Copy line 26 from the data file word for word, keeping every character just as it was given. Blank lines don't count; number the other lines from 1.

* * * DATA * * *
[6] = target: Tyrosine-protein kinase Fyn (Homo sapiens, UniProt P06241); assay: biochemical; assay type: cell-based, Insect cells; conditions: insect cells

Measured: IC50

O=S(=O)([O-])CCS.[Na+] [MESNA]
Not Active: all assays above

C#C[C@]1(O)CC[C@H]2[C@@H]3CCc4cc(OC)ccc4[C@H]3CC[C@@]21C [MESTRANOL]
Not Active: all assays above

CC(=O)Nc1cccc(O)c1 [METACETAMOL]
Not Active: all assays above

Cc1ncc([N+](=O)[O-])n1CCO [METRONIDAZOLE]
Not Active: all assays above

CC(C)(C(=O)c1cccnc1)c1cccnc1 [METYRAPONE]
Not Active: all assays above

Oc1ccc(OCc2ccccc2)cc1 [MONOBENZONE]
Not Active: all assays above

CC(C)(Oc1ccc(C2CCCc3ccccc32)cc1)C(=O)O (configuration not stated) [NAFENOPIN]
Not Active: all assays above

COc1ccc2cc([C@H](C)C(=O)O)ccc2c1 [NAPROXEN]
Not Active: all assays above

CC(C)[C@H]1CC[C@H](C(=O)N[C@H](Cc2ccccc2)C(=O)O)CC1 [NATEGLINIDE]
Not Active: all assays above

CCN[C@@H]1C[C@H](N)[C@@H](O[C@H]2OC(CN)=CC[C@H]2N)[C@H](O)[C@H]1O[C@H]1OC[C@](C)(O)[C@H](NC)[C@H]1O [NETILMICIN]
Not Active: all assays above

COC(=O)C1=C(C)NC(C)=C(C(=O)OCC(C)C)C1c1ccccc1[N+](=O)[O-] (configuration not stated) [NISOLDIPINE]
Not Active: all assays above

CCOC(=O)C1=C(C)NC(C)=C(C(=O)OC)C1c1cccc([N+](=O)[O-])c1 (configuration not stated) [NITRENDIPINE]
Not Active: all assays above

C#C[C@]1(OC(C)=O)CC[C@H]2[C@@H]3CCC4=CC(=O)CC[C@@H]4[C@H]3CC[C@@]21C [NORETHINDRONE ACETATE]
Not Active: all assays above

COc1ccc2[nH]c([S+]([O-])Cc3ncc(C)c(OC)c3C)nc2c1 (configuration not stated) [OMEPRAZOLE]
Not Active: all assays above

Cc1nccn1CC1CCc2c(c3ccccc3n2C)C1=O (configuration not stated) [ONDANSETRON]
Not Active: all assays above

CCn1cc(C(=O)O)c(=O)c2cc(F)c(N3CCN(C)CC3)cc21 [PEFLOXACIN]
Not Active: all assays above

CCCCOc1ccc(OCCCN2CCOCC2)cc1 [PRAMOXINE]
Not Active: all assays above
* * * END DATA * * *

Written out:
Not Active: all assays above